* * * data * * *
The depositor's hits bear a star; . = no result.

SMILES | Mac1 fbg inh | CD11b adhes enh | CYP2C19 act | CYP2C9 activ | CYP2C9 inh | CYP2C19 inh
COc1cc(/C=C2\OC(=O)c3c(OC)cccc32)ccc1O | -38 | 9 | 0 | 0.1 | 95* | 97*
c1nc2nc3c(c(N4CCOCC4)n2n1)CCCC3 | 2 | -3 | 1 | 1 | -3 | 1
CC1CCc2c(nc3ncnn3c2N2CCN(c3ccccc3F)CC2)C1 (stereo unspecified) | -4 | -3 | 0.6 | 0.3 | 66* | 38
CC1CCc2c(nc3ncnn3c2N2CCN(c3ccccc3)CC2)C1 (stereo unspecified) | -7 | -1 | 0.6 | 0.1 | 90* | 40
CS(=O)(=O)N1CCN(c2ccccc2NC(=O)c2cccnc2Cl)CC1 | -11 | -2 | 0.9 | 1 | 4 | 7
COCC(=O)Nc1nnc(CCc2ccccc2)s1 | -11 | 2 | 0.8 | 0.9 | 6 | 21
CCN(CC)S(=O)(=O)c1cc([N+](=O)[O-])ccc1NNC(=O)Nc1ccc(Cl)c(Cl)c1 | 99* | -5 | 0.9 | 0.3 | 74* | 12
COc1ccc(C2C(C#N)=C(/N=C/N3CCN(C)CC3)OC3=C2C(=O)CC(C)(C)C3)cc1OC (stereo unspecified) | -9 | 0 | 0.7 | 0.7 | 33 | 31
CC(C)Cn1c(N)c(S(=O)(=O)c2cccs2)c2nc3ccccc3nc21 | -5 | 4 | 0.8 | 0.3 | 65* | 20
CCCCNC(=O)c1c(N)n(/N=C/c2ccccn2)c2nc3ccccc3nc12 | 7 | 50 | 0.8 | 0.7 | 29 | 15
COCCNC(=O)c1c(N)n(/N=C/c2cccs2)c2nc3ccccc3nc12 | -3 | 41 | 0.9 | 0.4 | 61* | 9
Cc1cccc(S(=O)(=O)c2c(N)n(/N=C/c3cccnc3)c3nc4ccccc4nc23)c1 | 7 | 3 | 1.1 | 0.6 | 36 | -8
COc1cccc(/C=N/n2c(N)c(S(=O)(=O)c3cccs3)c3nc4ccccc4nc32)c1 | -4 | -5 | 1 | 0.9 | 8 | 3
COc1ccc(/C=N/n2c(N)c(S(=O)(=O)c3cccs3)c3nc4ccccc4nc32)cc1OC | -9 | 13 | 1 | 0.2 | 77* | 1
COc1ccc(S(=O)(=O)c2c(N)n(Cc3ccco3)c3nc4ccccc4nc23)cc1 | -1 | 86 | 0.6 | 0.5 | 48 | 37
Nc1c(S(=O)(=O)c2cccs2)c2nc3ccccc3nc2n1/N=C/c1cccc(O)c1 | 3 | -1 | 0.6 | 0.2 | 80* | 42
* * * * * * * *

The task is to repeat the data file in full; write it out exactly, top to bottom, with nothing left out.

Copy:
The depositor's hits bear a star; . = no result.

SMILES | Mac1 fbg inh | CD11b adhes enh | CYP2C19 act | CYP2C9 activ | CYP2C9 inh | CYP2C19 inh
COc1cc(/C=C2\OC(=O)c3c(OC)cccc32)ccc1O | -38 | 9 | 0 | 0.1 | 95* | 97*
c1nc2nc3c(c(N4CCOCC4)n2n1)CCCC3 | 2 | -3 | 1 | 1 | -3 | 1
CC1CCc2c(nc3ncnn3c2N2CCN(c3ccccc3F)CC2)C1 (stereo unspecified) | -4 | -3 | 0.6 | 0.3 | 66* | 38
CC1CCc2c(nc3ncnn3c2N2CCN(c3ccccc3)CC2)C1 (stereo unspecified) | -7 | -1 | 0.6 | 0.1 | 90* | 40
CS(=O)(=O)N1CCN(c2ccccc2NC(=O)c2cccnc2Cl)CC1 | -11 | -2 | 0.9 | 1 | 4 | 7
COCC(=O)Nc1nnc(CCc2ccccc2)s1 | -11 | 2 | 0.8 | 0.9 | 6 | 21
CCN(CC)S(=O)(=O)c1cc([N+](=O)[O-])ccc1NNC(=O)Nc1ccc(Cl)c(Cl)c1 | 99* | -5 | 0.9 | 0.3 | 74* | 12
COc1ccc(C2C(C#N)=C(/N=C/N3CCN(C)CC3)OC3=C2C(=O)CC(C)(C)C3)cc1OC (stereo unspecified) | -9 | 0 | 0.7 | 0.7 | 33 | 31
CC(C)Cn1c(N)c(S(=O)(=O)c2cccs2)c2nc3ccccc3nc21 | -5 | 4 | 0.8 | 0.3 | 65* | 20
CCCCNC(=O)c1c(N)n(/N=C/c2ccccn2)c2nc3ccccc3nc12 | 7 | 50 | 0.8 | 0.7 | 29 | 15
COCCNC(=O)c1c(N)n(/N=C/c2cccs2)c2nc3ccccc3nc12 | -3 | 41 | 0.9 | 0.4 | 61* | 9
Cc1cccc(S(=O)(=O)c2c(N)n(/N=C/c3cccnc3)c3nc4ccccc4nc23)c1 | 7 | 3 | 1.1 | 0.6 | 36 | -8
COc1cccc(/C=N/n2c(N)c(S(=O)(=O)c3cccs3)c3nc4ccccc4nc32)c1 | -4 | -5 | 1 | 0.9 | 8 | 3
COc1ccc(/C=N/n2c(N)c(S(=O)(=O)c3cccs3)c3nc4ccccc4nc32)cc1OC | -9 | 13 | 1 | 0.2 | 77* | 1
COc1ccc(S(=O)(=O)c2c(N)n(Cc3ccco3)c3nc4ccccc4nc23)cc1 | -1 | 86 | 0.6 | 0.5 | 48 | 37
Nc1c(S(=O)(=O)c2cccs2)c2nc3ccccc3nc2n1/N=C/c1cccc(O)c1 | 3 | -1 | 0.6 | 0.2 | 80* | 42